Michael Foltynewicz had an early wake-up call to join his new Corpus Christi teammates after learning of his promotion to Double-A from Class A Advanced Lancaster late last week.
"I had to get up at four in the morning to get here, but it was just a two-hour ride," he said of arriving in Corpus Christi and then joining his teammates in San Antonio. "Getting the call-up was pretty exciting. I know how hard I competed in Lancaster, and I wanted to continue how well I played in Spring Training."
Foltynewicz had a couple of days to take measure of his first Texas League opponents and get comfortable with his teammates, and it showed. He struck out nine over five innings and fellow Houston Astros prospect George Springer slugged his Minor League-leading 11th home run as Corpus Christi blanked San Antonio, 3-0, on Monday afternoon.
Foltynewicz held the Missions to a hit and a walk while throwing 53 of his 76 pitches for strikes in the no-decision. David Martinez followed him with 3 1/3 scoreless frames to improve to 4-0 before Alex Sogard retired the final two batters for his third save.
"They were first-pitch hackers," Foltynewicz said. "We kind of realized that in the first couple of games. I wanted to use my offspeed pitches early in the count to get them off the fastball, and then use the fastball later in the count. It was probably my best fastball command I've had all year."
Foltynewicz, 21, struck out the first Double-A batter he faced, Reymond Fuentes, and then picked off Rico Noel after walking him with one out. He struck out two in the second, third and fourth innings before pitching around a leadoff single by Cody Decker and a wild pitch in the fifth.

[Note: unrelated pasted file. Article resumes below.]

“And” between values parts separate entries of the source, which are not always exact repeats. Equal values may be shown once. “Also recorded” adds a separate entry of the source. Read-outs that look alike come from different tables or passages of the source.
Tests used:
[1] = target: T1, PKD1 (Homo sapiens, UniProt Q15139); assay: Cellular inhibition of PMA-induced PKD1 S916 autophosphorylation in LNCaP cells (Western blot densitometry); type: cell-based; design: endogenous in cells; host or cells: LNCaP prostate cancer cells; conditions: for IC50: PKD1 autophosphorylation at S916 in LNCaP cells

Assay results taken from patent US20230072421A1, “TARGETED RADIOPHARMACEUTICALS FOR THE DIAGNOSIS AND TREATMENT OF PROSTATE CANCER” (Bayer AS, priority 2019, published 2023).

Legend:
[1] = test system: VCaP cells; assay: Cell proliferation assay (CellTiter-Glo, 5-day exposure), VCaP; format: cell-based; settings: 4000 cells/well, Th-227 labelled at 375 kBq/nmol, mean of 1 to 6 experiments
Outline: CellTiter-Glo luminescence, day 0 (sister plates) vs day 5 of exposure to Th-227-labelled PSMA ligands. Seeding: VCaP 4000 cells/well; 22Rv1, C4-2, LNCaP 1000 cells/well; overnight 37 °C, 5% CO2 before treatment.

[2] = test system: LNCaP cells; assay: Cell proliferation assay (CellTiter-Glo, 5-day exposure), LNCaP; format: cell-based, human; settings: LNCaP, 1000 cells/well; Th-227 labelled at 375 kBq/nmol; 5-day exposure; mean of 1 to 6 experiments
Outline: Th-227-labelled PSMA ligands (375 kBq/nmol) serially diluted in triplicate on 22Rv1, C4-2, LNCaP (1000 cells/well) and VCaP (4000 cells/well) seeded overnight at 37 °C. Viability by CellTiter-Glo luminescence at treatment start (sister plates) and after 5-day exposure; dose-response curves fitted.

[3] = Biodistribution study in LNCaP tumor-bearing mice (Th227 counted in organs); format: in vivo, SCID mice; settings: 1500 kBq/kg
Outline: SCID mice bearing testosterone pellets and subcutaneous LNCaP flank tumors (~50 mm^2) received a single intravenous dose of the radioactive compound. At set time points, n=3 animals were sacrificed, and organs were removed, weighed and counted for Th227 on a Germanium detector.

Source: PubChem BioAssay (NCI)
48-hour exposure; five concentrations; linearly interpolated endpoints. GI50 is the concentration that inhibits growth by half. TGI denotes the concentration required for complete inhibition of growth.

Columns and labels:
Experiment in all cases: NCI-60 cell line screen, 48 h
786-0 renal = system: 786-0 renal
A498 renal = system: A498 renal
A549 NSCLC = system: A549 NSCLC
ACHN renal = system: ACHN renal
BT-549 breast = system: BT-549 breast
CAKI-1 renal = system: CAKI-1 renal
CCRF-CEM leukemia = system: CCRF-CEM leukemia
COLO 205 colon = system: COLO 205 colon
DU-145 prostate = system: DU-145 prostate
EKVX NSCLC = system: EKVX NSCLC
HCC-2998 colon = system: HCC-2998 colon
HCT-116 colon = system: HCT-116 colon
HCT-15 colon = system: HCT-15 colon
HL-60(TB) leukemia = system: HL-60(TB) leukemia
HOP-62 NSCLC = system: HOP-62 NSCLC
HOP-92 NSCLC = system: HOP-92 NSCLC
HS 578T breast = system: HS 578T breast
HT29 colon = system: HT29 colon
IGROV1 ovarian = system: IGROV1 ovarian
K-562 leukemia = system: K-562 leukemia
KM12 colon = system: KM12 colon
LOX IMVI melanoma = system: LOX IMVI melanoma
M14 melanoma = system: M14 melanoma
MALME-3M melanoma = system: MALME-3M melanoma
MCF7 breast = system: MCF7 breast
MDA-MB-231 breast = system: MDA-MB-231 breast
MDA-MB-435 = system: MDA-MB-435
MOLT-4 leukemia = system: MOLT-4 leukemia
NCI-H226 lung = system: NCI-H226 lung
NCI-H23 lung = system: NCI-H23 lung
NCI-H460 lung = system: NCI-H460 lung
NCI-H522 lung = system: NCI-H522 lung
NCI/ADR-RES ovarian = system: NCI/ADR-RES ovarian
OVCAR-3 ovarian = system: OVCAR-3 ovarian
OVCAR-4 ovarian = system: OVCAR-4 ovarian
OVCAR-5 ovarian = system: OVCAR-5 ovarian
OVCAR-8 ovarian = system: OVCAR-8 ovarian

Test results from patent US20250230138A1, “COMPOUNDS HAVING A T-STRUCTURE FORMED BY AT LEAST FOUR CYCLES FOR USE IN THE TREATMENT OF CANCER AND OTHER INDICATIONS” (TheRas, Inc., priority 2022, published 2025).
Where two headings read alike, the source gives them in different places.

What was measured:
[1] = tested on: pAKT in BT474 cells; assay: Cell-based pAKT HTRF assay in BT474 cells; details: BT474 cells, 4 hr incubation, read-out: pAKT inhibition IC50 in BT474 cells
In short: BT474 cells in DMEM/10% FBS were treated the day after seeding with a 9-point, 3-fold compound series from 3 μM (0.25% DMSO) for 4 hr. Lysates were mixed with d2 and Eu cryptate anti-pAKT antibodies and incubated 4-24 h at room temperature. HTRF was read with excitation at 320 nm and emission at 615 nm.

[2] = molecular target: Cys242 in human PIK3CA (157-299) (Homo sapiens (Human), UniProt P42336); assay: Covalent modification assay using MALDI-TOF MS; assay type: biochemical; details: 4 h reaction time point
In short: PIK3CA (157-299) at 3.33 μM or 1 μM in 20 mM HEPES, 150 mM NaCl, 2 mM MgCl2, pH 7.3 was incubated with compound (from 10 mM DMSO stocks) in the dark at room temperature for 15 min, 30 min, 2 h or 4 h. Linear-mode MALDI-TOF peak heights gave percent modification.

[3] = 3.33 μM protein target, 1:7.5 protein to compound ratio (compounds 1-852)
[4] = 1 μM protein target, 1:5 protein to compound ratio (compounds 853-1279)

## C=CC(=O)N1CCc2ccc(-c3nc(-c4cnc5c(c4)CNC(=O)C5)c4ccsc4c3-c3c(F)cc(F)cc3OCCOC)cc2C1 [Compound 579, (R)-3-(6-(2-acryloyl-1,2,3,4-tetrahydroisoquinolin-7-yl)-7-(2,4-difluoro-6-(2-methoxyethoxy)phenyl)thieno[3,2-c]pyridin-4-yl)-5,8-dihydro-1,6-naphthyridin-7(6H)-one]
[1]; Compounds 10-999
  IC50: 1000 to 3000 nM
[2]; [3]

The Astros' first-round pick in 2010 said he mainly relied on his fastball and slider, throwing only a few other offspeed pitches.
"I only threw the curveball twice today," he said. "I only threw one changeup. The slider was working really well."
Foltynewicz, who's fastball in the 93-99 mph range, said he used a mixture of high heat and balls in the dirt to yield his best strikeout total since he K'd 10 on Aug. 21, 2012 with Class A Lexington.
"Half of [the strikeouts] were on high strikes and half were sliders in the dirt or sliders away," he said. "I mixed my pitches up well today."
Foltynewicz, for all his success, couldn't earn the win as San Antonio starter Donn Roach matched him for much of the afternoon. Roach, the Angels' third-round pick in 2010, who was traded to the Padres last summer, held the Hooks to three hits and two walks over six innings while striking out five. San Diego's No. 15 prospect threw 85 pitches and also did not factor into the decision.
Springer, the Astros' top outfield prospect, finally broke the scoreless tie with his Minor League-leading 11th home run in the eighth inning, a two-run drive to left off Matt Stites (1-1). Domingo Santana followed with his fourth homer in the next at-bat to make it a three-run cushion.
"I heard it," Foltynewicz said of Springer's blast. "I think it hit off the top of the light post and came straight down."
Springer is batting .288 with 11 homers, 27 RBIs and seven stolen bases in 31 games this season. The No. 11 overall pick in the 2011 Draft out of UConn was an MiLB.com Organization All-Star in 2012 after hitting .302 with 24 homers and 87 RBIs at two levels. This year, he's batting .300 in his last 10 games and .400 against left-handed pitching.
For Foltynewicz, the experience, despite a lack of a win and the hard travel to get from San Bernadino (where the Lancaster JetHawks were playing) to San Antonio, is one he'll remember after going 1-0 with a 3.81 ERA in seven games for Class A Advanced Lancaster.
"It's awesome," he said. "I've watched about four games so far, and it's exciting to watch these guys play. I was on the edge of my seat all the time, either in the stands or in the dugout. These guys are awesome -- they can hit the ball."
His growth on the mound after spending two years at Class A Lexington is partly why Houston bumped him up two levels already this year.
"I started my first year in Lexington and I didn't know how to pitch," he saud. "The next year I learned how to pitch and located the fastball a lot better at instructs. And in the offseason. I really got my confidence back. The second year in Lexington was huge for me."
Danny Wild is an editor for MLB.com. Additional reporting by Brendon Desrochers.